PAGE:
Patients and Methods▴Top 

A prospective study was carried out to assess the quality of anticoagulation control by junior doctors compared with clinical pharmacists at South Manchester University hospitals NHS Trust. The junior medical staff prescribed warfarin for 50 consecutive patients from April to September 2006 (group A, n = 50) and experienced clinical pharmacists dosed 46 consecutive patients between Feb and May 2007 (group B, n = 46). There were six senior house officers in the department and the oncall doctor would do the prescribing of warfarin for all the patients on the given day. In the pharmacist group the prescribing was shared by two clinical pharmacists with experience in managing out patient anticoagulation clinic.

Results▴Top 

In group A, 10 patients INR was above 5 where as only 2 patients attained high INR in group B. In group A, 9 (18%) patients discharge was delayed because of lack of attainment of therapeutic INR compared to 3 (6.5%) in group B. The total number of bed days resulting from the delay in group A was 21 compared to 4 in group B. Extrapolated over a year this would amount to approximately £15,750 extra cost incurred in group A opposed to £3000 in group B, Figure 1, 2, 3.

Figure 1.
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Figure 1. Percentage of patients with delayed discharge due to lack of therapeutic INR.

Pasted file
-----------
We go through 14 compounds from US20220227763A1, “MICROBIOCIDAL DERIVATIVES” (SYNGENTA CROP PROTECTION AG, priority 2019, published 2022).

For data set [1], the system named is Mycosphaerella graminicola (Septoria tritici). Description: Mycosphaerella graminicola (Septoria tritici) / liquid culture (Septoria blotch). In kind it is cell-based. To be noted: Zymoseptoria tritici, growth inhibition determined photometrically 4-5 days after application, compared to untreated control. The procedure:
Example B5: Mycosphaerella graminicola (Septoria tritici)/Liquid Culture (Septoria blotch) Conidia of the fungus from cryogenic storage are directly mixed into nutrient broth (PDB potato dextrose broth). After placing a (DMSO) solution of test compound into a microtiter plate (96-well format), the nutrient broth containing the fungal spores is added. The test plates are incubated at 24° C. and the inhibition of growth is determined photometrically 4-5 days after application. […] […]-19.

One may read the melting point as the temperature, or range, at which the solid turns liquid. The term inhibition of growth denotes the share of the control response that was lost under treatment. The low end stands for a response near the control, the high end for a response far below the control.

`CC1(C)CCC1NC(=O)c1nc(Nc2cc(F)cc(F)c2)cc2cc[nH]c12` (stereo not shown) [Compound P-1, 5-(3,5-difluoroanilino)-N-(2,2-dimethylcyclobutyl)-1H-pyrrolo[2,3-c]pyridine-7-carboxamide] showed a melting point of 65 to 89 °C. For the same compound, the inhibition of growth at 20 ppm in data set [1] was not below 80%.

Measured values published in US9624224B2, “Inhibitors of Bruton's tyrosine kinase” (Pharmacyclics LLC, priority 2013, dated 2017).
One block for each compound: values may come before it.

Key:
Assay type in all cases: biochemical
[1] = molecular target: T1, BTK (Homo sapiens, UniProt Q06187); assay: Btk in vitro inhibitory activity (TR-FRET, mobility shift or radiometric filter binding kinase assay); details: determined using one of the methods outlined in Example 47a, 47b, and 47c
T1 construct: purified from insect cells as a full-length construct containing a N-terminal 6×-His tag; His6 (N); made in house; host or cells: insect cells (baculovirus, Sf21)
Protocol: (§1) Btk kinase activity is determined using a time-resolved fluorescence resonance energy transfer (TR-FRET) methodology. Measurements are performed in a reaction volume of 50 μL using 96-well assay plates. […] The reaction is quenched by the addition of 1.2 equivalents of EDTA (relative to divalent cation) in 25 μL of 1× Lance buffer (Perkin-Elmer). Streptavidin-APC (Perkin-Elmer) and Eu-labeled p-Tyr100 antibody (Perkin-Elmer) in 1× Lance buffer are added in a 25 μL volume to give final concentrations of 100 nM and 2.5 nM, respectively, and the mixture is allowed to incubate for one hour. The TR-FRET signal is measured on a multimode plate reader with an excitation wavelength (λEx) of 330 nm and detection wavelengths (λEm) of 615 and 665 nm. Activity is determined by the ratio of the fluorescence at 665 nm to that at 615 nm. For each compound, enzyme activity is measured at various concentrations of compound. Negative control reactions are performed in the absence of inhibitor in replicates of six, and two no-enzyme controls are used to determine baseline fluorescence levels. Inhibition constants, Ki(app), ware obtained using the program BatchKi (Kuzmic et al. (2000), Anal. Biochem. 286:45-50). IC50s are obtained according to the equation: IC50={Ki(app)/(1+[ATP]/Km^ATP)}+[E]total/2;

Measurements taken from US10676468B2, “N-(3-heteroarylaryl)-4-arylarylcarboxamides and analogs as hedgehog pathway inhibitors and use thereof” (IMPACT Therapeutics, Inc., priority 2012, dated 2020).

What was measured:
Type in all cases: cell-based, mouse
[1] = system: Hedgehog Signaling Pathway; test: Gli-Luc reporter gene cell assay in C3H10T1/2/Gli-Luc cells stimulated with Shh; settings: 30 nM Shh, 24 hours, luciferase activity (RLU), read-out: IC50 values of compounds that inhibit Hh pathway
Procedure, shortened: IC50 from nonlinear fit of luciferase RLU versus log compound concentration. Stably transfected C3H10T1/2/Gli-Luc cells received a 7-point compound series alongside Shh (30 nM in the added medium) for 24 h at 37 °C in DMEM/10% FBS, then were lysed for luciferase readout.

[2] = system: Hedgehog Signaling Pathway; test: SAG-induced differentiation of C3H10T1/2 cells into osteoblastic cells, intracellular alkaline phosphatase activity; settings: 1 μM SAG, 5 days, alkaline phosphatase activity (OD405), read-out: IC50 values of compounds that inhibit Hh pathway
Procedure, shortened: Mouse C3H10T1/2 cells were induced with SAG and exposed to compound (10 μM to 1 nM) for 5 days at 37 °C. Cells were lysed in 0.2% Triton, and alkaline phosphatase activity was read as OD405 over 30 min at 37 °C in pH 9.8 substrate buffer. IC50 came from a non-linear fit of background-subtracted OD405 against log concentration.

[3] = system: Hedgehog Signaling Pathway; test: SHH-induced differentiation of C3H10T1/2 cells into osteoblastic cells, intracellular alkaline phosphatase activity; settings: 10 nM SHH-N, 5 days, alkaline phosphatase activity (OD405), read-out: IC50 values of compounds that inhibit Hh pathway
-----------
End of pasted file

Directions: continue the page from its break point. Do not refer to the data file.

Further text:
Figure 2.
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Figure 2. Comparative cost incurred due to extra bed days (data extrapolated to one year).

Figure 3.
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Figure 3. Percentage of patients with an INR greater than 5.0.
Discussion▴Top 

In our pilot study the pharmacists were significantly better than junior doctors in achieving therapeutic INR, resulting in fewer discharge delays. The clinical pharmacists with experience in out patient anticoagulation clinic can play an important role in inpatient oral anticoagulation management in post cardiac surgery patients thereby providing improved cost effective quality of care. The junior doctors in the cardiothoracic department are more familiar than junior doctors in other specialties with warfarin prescription because of the patient population. Despite this there was significant difference compared with pharmacist management. Therefore the difference is likely to be greater if the study had included junior doctors in other specialties where warfarin use is less common. The results of our study are of interest in keeping with the recently published National Patient Safety Agency (NPSA) alert 18 [1] which identifies anticoagulants as one of four high risk medications that require multidisciplinary interventions to reduce the harm to patients in hospitals.